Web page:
Getting back to McCoy. He fell off his boat and was caught in the rush of water into the pipe. He went in feet first, dropped about 300 feet, made the right angle turn at an elbow and was bumped along for some 500 feet through the 24-inch corrugated pipe to the outlet at the upstream toe of the dam.
His companion was helpless. When McCoy disappeared, the only thought of the man left on the boat was how to get the body out of the pipe. It would be lodged in the elbow, he assumed.
This second man hurried to a nearby shack to report to fellow workers. He had barely explained the situation when up from the toe of the dam came McCoy. He entered the shack and collapsed.
Considerable muddy water was pumped from his lungs. He was ill for a few days and his face was mighty sore from being knocked against the corrugated pipe. Otherwise, there is nothing else to the story, as it is told by the Tri-County workmen who have looked over the scene and are still wondering how McCoy lived to tell about it.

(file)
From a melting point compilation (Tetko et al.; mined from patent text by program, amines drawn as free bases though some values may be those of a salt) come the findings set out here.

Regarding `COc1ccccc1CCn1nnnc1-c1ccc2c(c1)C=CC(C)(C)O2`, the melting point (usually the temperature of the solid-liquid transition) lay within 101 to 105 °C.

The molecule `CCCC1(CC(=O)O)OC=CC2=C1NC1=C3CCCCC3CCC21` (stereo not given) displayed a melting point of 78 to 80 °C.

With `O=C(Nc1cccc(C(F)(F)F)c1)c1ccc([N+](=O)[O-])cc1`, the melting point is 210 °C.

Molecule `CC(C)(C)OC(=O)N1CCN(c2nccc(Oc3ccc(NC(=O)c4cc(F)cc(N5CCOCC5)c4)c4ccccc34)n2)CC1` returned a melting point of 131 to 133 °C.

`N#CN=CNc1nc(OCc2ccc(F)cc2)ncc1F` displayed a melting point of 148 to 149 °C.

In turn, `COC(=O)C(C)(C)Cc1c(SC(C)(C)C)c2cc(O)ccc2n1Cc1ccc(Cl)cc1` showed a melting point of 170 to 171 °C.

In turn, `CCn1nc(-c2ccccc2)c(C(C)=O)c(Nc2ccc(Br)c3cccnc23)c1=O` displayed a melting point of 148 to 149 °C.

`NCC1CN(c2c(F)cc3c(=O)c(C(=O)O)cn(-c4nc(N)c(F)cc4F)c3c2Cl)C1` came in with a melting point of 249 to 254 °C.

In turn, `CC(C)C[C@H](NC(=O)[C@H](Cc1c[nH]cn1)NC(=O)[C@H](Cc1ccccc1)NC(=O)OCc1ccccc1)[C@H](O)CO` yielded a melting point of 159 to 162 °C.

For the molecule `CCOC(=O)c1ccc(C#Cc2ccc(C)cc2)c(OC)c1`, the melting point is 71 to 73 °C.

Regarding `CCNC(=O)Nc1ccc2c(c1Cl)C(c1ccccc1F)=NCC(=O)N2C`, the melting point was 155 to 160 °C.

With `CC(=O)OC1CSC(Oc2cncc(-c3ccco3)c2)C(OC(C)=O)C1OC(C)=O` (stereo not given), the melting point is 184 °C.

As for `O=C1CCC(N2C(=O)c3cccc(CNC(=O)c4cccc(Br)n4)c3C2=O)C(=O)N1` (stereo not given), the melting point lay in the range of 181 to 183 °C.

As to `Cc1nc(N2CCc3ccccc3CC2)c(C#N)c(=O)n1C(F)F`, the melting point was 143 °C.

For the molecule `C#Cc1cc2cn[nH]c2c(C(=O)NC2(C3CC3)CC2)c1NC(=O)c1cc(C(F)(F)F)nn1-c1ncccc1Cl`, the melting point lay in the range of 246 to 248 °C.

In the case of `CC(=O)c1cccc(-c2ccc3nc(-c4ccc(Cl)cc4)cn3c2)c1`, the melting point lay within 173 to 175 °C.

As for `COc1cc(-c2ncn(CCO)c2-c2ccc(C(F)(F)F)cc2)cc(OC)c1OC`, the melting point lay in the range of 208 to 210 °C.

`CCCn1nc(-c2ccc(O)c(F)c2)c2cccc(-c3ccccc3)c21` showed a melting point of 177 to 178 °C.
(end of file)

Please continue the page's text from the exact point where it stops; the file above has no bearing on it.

The story has served to clarify for more than one person – this writer for example – the significance of the core pool in the dam project.
Work began this week on removal of the Lost Creek Flume west of Axtell. The flume, approximately 1,300 feet in length, is original to the project and has required numerous repairs. Over the years, it has deteriorated to a point that repair is no longer feasible, and Central’s board of directors voted in May to replace it with 2,700 feet of 42 inch pipeline, which will be used to continue to provide water to 1,785 acres downstream of the flume.